War is not an option after the Mumbai terror attacks
An article in the Stratfor weekly, “the world’s leading online publisher of geopolitical intelligence” which analyses the current Indo-Pak stand-off makes interesting reading. It is written by George Friedman, the founder and CEO of Stratfor. I have summarised some of his pertinent points and interjected them with my own comments and other links.
It does seem clear now our Congress government is not going to war and the opposition parties seem to have toned down their aggressive rhetoric. Pranab Mukherjee, our foreign minister has clearly said that war is “not a solution” and it appears as if the BJP has supported this decision.
Friedman discusses the disastrous consequences of war.
What will war achieve anyway?
If India actually attacks Pakistan because it holds the government culpable for either ignoring/aiding terrorist activity, the question to ask is whether this will reduce terror attacks in India and the world. The answer is no. An Indo-Pak war will destabilize the Pakistani government and their Army and their ISI will take centrestage. In the resulting chaos produced by war, terror groups could well gain control of the country, even if temporarily. Right now no one knows whether Pakistan’s nuclear arsenal is secure, and so no one wants terror groups to take control of Pakistan, not even for a day.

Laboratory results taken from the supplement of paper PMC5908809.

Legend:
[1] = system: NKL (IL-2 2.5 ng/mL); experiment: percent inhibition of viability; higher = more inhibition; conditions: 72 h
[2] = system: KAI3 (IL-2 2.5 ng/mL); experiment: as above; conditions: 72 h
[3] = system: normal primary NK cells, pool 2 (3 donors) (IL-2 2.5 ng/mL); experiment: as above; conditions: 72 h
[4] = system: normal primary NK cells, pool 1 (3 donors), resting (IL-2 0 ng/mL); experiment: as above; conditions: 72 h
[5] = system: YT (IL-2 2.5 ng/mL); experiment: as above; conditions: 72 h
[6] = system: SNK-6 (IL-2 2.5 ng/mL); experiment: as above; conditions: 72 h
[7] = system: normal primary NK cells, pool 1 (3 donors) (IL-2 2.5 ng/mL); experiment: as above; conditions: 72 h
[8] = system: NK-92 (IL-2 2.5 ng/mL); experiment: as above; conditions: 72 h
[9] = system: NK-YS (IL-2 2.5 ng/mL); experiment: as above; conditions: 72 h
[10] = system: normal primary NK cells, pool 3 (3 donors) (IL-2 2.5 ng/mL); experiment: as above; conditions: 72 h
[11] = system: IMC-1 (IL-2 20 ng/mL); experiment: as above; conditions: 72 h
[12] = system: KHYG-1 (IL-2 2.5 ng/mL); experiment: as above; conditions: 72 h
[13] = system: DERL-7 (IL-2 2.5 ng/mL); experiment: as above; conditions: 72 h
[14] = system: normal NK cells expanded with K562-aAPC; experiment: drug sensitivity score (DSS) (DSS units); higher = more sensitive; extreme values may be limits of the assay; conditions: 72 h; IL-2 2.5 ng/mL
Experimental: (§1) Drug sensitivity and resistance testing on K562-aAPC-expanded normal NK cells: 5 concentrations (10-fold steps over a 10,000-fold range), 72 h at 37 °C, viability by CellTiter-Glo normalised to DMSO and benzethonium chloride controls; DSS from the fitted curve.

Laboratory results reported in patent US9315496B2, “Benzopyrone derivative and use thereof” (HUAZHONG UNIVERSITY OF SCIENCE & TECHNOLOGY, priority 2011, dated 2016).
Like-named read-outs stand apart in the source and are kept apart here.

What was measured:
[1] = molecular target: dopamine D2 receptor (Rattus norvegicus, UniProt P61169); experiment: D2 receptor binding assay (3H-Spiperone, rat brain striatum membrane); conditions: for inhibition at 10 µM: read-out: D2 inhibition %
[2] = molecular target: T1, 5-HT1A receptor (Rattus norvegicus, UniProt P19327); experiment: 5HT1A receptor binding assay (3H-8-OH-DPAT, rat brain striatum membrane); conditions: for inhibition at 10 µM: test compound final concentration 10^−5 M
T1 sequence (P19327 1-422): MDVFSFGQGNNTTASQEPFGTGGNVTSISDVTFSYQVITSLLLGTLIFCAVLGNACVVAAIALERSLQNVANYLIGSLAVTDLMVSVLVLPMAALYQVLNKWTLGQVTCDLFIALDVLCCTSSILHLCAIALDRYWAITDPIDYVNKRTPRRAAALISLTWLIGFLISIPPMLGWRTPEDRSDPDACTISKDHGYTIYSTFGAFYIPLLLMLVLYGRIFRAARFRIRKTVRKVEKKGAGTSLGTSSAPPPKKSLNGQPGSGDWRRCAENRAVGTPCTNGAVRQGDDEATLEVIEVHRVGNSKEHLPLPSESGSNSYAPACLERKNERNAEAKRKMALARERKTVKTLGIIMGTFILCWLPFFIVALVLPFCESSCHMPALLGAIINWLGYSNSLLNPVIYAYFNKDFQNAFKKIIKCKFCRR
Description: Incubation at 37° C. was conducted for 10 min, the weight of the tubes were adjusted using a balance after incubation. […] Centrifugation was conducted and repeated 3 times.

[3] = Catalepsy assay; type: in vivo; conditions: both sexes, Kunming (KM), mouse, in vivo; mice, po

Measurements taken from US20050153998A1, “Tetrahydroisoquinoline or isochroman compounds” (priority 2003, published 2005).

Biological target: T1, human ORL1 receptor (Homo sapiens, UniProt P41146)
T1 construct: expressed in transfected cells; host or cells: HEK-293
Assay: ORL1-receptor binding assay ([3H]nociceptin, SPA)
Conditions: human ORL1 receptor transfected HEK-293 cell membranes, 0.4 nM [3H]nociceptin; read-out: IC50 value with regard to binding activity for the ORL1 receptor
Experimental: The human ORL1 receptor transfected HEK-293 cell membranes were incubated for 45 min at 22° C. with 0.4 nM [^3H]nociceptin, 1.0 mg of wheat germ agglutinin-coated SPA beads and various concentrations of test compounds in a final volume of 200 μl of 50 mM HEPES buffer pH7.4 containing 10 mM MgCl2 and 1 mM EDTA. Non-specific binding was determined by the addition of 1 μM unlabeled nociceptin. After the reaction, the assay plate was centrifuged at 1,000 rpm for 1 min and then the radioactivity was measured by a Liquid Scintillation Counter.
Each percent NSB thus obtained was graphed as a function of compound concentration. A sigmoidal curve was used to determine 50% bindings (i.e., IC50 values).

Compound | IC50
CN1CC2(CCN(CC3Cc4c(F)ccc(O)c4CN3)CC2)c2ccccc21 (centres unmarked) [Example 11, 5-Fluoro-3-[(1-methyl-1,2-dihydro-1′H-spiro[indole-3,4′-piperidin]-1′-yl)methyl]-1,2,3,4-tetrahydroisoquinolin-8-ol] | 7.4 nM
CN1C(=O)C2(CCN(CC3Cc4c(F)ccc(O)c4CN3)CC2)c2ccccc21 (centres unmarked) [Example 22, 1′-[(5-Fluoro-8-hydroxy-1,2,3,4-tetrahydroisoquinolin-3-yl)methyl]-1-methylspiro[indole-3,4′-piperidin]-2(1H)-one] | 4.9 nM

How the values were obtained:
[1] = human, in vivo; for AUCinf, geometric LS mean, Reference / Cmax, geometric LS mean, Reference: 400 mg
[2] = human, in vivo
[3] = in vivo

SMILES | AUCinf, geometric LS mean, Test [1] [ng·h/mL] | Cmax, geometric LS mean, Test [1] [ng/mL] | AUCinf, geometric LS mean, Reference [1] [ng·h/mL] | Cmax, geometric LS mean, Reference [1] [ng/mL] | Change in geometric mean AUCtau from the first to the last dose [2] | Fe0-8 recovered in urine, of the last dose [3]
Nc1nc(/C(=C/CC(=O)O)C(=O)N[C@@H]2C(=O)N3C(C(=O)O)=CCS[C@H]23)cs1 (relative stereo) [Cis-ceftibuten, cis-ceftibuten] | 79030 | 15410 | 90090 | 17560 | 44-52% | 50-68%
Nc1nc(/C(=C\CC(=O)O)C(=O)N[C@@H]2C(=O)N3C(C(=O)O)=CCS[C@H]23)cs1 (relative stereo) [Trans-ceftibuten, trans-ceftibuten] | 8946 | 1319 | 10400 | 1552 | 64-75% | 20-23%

Also, it is believed that in case of war, Pakistan will have to move its troops from the Pakistan-Afghanistan border where they are helping America fight the Taliban. Pakistan is sure that this will not be liked by America. But Friedman suggests that Pakistan should not assume that the United States is dependent on Pakistani troops. If necessary America could send in more of its own troops into Afghanistan and/or bomb Pakistan’s border areas more actively now that the Pakistanis are out of the way.
In any case even if war between India and Pakistan results in routing the terrorists from Pakistan, there is no guarantee that it will end terrorism in India. In fact terrorism in India could well worsen as more “recruits” will be brainwashed into hating India…and the terrorists will re-group in some other lawless region/country. There are countries which will welcome such anti-India activity and I need not even name them here.